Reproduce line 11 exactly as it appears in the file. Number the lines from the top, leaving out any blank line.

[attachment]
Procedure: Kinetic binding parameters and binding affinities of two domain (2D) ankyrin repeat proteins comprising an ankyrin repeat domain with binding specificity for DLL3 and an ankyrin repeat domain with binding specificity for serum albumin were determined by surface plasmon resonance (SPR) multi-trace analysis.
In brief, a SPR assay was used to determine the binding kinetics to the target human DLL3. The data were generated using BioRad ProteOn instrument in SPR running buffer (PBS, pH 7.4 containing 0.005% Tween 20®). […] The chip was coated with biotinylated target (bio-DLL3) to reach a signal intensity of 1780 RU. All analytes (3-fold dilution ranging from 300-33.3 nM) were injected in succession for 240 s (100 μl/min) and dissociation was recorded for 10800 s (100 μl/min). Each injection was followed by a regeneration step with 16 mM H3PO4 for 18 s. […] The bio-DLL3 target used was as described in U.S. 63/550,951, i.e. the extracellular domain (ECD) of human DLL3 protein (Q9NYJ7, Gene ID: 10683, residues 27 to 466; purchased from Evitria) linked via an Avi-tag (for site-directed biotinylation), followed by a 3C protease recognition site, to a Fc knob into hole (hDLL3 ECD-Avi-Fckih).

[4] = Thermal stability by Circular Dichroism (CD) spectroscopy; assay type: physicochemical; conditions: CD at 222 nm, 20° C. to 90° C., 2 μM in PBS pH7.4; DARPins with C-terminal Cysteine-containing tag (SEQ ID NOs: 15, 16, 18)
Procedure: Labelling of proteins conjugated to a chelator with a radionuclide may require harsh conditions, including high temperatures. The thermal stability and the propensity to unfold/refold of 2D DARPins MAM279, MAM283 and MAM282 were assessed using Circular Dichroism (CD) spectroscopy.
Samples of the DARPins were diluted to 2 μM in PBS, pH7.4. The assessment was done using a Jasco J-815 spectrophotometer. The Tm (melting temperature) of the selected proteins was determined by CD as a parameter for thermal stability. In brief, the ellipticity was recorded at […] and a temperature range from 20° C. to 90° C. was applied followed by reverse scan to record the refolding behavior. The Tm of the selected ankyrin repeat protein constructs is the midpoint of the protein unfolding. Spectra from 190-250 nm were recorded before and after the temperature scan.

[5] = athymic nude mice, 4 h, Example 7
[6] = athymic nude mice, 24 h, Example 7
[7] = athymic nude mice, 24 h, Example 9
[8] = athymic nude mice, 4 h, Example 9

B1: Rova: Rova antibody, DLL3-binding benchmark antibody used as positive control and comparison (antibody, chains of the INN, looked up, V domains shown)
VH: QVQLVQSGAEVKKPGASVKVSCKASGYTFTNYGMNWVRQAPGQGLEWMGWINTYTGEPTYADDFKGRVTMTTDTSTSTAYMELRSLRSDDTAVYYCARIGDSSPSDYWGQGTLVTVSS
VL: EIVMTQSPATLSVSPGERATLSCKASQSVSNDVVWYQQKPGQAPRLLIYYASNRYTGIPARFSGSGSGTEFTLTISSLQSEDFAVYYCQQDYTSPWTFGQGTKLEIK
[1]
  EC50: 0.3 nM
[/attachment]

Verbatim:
VH: QVQLVQSGAEVKKPGASVKVSCKASGYTFTNYGMNWVRQAPGQGLEWMGWINTYTGEPTYADDFKGRVTMTTDTSTSTAYMELRSLRSDDTAVYYCARIGDSSPSDYWGQGTLVTVSS